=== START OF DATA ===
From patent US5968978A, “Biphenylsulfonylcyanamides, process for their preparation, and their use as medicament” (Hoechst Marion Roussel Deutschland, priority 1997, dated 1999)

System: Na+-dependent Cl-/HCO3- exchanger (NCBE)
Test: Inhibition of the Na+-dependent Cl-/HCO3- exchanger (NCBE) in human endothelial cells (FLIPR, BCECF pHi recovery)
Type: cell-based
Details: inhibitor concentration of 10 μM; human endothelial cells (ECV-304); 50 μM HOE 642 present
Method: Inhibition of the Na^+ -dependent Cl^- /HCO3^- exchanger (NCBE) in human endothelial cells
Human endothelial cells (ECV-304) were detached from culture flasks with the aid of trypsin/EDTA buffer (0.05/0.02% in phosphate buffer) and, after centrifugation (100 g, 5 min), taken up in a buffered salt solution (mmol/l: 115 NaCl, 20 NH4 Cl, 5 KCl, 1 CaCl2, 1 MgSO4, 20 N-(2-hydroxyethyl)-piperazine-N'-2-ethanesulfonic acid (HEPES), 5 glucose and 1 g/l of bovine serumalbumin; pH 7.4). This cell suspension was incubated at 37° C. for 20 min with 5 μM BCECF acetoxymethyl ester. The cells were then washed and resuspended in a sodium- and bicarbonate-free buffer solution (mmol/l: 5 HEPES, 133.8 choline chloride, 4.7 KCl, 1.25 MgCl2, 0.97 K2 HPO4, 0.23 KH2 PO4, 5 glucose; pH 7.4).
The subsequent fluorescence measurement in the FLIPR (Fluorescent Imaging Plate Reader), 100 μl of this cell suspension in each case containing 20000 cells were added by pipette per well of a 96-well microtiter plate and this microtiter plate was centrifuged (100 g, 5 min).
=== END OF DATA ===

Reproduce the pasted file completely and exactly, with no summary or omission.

From patent US5968978A, “Biphenylsulfonylcyanamides, process for their preparation, and their use as medicament” (Hoechst Marion Roussel Deutschland, priority 1997, dated 1999)

System: Na+-dependent Cl-/HCO3- exchanger (NCBE)
Test: Inhibition of the Na+-dependent Cl-/HCO3- exchanger (NCBE) in human endothelial cells (FLIPR, BCECF pHi recovery)
Type: cell-based
Details: inhibitor concentration of 10 μM; human endothelial cells (ECV-304); 50 μM HOE 642 present
Method: Inhibition of the Na^+ -dependent Cl^- /HCO3^- exchanger (NCBE) in human endothelial cells
Human endothelial cells (ECV-304) were detached from culture flasks with the aid of trypsin/EDTA buffer (0.05/0.02% in phosphate buffer) and, after centrifugation (100 g, 5 min), taken up in a buffered salt solution (mmol/l: 115 NaCl, 20 NH4 Cl, 5 KCl, 1 CaCl2, 1 MgSO4, 20 N-(2-hydroxyethyl)-piperazine-N'-2-ethanesulfonic acid (HEPES), 5 glucose and 1 g/l of bovine serumalbumin; pH 7.4). This cell suspension was incubated at 37° C. for 20 min with 5 μM BCECF acetoxymethyl ester. The cells were then washed and resuspended in a sodium- and bicarbonate-free buffer solution (mmol/l: 5 HEPES, 133.8 choline chloride, 4.7 KCl, 1.25 MgCl2, 0.97 K2 HPO4, 0.23 KH2 PO4, 5 glucose; pH 7.4).
The subsequent fluorescence measurement in the FLIPR (Fluorescent Imaging Plate Reader), 100 μl of this cell suspension in each case containing 20000 cells were added by pipette per well of a 96-well microtiter plate and this microtiter plate was centrifuged (100 g, 5 min).